Loving Life Again
Dave was struggling through a bus station with two huge and obviously heavy suitcases when a stranger walked up to him and asked, "Have you got the time?"
Dave sighed, put down the large and cumbersome suitcases and spoke to his wristwatch. "Time please."
"The time is five thirty," came a voice somewhere in the timepiece.
"Wow! What a watch!" exclaimed the stranger.
Dave brightened a little. "Yeah, it's not bad. Check this out. The time in Japanese, please." The watch responded in Japanese. Then Dave asked for German and Swahili and a realistic voice gave the time in those languages. And then, "What time is it in London," Dave asked, "with a British accent?" The device gave it to him.
The stranger was incredulous. "Watch this," said Dave. "Home monitor," he said to the wrist-watch. Immediately a 3-dimensional hologram projected in the space between the two men that perfectly displayed his living room. He could even see a half inch of coffee in the bottom of a cup he'd left on the table earlier in the day.
"Unbelievable!" said the stranger.
Then Dave spoke to the device. "Leave a voice message for Sharon that the bus is late and send flowers to my sister for her birthday. And give me the 5 O'clock news."
"Done, done and done," the voice confirmed. Suddenly a high-resolution hologram screen appeared in front of Dave. The two men felt as if they were sitting in the television studio watching the newscast.
The stranger was struck dumb with admiration. The display was of unbelievably high quality and the voice was simply astounding.
"Now, look at this -- `wedding photos'" Dave said the timepiece. Photos of his recent wedding appeared in front of them as if they were floating on air. "And play Bach," he said, and music filled the space as the wedding album scrolled
"This timepiece is a super powerful voice-activated computer. In addition, it is in contact with most of the world's major satellites. And it is also a two-way radio that reaches halfway around the globe."
"I want to buy that watch!" said the stranger.
"Oh no, it's not ready for sale yet; I'm still working out the bugs," said Dave.
"I've got to have that watch!" said the stranger.
"No, you don't understand; it's not ready�."
"I'll give you $10,000 for it!" interrupted the stranger.
"Oh, no, I've already spent more than�."
"Then make it $20,000!" the stranger blurted. "Or just name your price."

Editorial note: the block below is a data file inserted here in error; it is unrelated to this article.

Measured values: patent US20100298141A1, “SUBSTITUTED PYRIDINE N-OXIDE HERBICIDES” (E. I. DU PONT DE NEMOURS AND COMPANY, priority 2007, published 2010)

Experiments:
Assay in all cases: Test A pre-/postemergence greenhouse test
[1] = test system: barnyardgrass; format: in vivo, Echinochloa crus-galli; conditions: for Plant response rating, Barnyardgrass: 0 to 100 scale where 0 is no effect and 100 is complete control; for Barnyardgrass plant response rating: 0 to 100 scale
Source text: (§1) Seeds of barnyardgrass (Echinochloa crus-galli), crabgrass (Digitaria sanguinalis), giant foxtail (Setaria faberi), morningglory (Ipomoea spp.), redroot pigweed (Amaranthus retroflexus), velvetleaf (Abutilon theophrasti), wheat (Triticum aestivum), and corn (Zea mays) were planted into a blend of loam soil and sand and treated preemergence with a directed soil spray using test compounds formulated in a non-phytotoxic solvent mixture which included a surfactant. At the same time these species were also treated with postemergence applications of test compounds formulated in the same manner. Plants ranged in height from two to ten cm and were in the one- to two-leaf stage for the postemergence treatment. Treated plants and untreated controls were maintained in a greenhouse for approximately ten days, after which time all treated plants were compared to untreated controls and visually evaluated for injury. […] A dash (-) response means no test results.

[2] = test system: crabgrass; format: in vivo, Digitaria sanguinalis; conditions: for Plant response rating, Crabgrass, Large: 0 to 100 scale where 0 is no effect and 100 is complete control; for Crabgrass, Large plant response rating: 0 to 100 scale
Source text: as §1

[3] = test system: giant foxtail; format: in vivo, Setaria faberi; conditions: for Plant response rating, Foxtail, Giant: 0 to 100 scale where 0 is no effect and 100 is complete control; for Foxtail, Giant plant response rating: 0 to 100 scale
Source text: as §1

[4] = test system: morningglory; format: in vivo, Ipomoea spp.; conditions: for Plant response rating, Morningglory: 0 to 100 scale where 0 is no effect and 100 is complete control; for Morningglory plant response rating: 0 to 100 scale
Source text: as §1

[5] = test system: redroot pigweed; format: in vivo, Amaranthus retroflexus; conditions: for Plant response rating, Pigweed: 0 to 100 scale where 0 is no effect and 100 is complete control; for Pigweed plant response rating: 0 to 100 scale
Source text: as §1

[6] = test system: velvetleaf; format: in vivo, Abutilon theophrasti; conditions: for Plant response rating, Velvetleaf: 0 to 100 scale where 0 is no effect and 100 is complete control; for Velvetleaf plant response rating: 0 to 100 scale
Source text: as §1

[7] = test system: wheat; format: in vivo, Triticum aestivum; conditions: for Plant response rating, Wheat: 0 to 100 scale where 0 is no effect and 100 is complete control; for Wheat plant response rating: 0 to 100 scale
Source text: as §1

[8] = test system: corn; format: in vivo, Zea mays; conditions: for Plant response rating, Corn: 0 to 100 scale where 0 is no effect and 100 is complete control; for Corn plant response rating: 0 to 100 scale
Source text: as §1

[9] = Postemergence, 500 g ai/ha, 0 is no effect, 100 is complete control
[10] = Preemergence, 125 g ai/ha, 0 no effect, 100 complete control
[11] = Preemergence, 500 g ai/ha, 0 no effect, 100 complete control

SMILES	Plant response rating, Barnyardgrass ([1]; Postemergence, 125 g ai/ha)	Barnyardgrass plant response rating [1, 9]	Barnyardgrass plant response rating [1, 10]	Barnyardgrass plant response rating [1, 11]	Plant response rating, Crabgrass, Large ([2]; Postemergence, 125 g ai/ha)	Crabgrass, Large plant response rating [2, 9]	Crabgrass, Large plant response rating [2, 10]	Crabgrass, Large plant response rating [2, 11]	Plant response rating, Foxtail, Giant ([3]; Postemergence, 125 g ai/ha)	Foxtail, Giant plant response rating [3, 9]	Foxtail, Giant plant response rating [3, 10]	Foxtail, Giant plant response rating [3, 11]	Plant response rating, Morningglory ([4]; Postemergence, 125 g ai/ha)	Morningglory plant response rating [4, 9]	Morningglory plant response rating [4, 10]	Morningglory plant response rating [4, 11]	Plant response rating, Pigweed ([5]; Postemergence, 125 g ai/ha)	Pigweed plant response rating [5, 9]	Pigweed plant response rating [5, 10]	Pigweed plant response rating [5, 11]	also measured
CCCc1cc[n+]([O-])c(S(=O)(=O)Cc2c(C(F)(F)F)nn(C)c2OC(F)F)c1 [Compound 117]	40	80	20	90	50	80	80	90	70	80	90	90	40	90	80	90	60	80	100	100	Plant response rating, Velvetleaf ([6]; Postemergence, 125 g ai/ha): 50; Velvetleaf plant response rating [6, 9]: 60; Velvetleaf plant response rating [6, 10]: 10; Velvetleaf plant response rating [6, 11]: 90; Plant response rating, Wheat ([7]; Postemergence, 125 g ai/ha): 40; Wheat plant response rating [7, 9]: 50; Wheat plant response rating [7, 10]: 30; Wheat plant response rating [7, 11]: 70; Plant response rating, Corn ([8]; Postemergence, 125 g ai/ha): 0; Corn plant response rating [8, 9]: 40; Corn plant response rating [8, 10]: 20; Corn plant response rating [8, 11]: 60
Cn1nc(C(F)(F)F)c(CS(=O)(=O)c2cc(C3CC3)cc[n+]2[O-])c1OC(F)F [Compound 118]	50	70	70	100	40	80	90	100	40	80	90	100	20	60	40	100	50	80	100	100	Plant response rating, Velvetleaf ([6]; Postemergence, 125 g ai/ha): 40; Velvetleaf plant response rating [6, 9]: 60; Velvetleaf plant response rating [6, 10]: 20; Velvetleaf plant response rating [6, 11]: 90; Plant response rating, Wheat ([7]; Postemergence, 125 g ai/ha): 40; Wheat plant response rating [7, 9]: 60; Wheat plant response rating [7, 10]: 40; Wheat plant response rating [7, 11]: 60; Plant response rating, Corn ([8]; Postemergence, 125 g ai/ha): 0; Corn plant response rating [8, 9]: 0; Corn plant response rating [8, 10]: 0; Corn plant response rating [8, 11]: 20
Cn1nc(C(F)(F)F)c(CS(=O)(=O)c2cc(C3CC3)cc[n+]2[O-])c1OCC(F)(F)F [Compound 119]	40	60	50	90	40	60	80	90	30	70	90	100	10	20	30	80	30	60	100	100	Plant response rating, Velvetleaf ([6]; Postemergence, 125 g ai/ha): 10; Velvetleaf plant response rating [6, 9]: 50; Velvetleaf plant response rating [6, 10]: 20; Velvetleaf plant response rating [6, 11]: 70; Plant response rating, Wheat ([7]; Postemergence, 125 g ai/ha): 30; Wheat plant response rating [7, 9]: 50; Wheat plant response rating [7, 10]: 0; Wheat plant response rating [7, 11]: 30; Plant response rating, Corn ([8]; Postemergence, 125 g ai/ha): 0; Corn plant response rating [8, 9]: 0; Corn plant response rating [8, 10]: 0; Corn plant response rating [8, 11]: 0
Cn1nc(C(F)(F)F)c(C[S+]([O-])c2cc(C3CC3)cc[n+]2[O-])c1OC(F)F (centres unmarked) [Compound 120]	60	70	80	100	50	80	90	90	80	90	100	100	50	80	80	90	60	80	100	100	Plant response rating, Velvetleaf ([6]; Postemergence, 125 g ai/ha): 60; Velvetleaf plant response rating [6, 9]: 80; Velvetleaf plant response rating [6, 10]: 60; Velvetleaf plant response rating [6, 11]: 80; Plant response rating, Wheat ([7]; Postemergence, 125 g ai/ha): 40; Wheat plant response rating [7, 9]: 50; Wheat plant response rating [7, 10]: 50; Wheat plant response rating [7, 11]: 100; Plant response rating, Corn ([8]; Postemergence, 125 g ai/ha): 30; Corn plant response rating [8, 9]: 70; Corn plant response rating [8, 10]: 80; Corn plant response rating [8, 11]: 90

"But it's just that�."
The stranger pulled out a fat wallet. "All right -- $50,000. I'll give you the cash now."
Dave blinked. He could always make another device and $50,000 would give him a nice profit.
The stranger thrust the money at Dave. "Here, take it! I have to catch my bus"
Dave made his decision. "Okay," he said, and took off the timepiece.
The stranger smiled and hurried away. "Hey, wait a minute!" called Dave.
The man turned back warily. Dave pointed to the two suitcases he'd been trying to wrestle through the bus station and said, "Don't forget your batteries."
I think life is like that for some people. What should be wonderful and exciting is complicated and burdensome. It is as if they are dragging heavy baggage wherever they go. They feel tied down (to a job? to a lifestyle? to a relationship?) and long for simpler times.
Many people wish their lives were less complicated. They remember a carefree time and dream of returning to a simpler day. They yearn for more freedom. Less worry and more laughter. If only they could trade some of today's complexity for yesterday's simplicity.
American essayist and novelist Charles Dudley Warner said, "Simplicity is making the journey of this life with just baggage enough."
Rudyard Kipling yearned for less when he said, "Teach us to delight in simple things."
Author Augustus Hare observed that "the greatest truths are the simplest -- and so are the greatest men."
Maybe it's time to make a decision for greatness; a decision for simplicity. Maybe it's time to let go of that which weighs you down and walk with a lighter step. Maybe it's time to love life again.
~ Steve Goodier ~